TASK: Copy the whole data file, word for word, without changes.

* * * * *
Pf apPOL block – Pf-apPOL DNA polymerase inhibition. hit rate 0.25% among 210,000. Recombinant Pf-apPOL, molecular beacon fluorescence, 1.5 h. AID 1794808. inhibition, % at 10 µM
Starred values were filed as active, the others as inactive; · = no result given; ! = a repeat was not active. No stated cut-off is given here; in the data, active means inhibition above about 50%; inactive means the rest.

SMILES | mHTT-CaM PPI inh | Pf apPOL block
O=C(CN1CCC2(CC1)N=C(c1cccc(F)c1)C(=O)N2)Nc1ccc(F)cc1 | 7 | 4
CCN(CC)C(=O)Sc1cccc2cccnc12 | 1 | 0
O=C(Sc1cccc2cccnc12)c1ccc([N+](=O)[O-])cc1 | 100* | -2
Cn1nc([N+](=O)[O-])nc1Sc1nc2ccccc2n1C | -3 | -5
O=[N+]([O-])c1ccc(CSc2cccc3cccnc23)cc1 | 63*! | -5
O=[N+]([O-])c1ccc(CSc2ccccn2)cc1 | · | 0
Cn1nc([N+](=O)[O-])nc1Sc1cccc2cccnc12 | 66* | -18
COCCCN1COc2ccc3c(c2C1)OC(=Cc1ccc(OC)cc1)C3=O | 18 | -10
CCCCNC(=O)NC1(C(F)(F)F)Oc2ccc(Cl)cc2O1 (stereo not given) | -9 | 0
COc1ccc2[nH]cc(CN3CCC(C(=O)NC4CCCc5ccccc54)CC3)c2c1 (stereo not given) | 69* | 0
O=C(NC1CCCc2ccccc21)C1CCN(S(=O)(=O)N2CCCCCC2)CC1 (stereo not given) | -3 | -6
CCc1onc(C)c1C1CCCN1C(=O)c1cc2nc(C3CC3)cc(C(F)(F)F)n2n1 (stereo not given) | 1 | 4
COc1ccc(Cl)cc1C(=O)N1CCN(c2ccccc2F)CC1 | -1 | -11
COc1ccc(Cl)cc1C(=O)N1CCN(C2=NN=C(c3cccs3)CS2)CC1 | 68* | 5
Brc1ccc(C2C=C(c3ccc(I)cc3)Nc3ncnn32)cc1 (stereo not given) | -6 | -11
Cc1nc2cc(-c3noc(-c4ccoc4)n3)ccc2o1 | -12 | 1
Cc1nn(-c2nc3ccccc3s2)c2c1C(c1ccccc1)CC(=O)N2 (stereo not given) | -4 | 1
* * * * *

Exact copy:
Pf apPOL block – Pf-apPOL DNA polymerase inhibition. hit rate 0.25% among 210,000. Recombinant Pf-apPOL, molecular beacon fluorescence, 1.5 h. AID 1794808. inhibition, % at 10 µM
Starred values were filed as active, the others as inactive; · = no result given; ! = a repeat was not active. No stated cut-off is given here; in the data, active means inhibition above about 50%; inactive means the rest.

SMILES | mHTT-CaM PPI inh | Pf apPOL block
O=C(CN1CCC2(CC1)N=C(c1cccc(F)c1)C(=O)N2)Nc1ccc(F)cc1 | 7 | 4
CCN(CC)C(=O)Sc1cccc2cccnc12 | 1 | 0
O=C(Sc1cccc2cccnc12)c1ccc([N+](=O)[O-])cc1 | 100* | -2
Cn1nc([N+](=O)[O-])nc1Sc1nc2ccccc2n1C | -3 | -5
O=[N+]([O-])c1ccc(CSc2cccc3cccnc23)cc1 | 63*! | -5
O=[N+]([O-])c1ccc(CSc2ccccn2)cc1 | · | 0
Cn1nc([N+](=O)[O-])nc1Sc1cccc2cccnc12 | 66* | -18
COCCCN1COc2ccc3c(c2C1)OC(=Cc1ccc(OC)cc1)C3=O | 18 | -10
CCCCNC(=O)NC1(C(F)(F)F)Oc2ccc(Cl)cc2O1 (stereo not given) | -9 | 0
COc1ccc2[nH]cc(CN3CCC(C(=O)NC4CCCc5ccccc54)CC3)c2c1 (stereo not given) | 69* | 0
O=C(NC1CCCc2ccccc21)C1CCN(S(=O)(=O)N2CCCCCC2)CC1 (stereo not given) | -3 | -6
CCc1onc(C)c1C1CCCN1C(=O)c1cc2nc(C3CC3)cc(C(F)(F)F)n2n1 (stereo not given) | 1 | 4
COc1ccc(Cl)cc1C(=O)N1CCN(c2ccccc2F)CC1 | -1 | -11
COc1ccc(Cl)cc1C(=O)N1CCN(C2=NN=C(c3cccs3)CS2)CC1 | 68* | 5
Brc1ccc(C2C=C(c3ccc(I)cc3)Nc3ncnn32)cc1 (stereo not given) | -6 | -11
Cc1nc2cc(-c3noc(-c4ccoc4)n3)ccc2o1 | -12 | 1
Cc1nn(-c2nc3ccccc3s2)c2c1C(c1ccccc1)CC(=O)N2 (stereo not given) | -4 | 1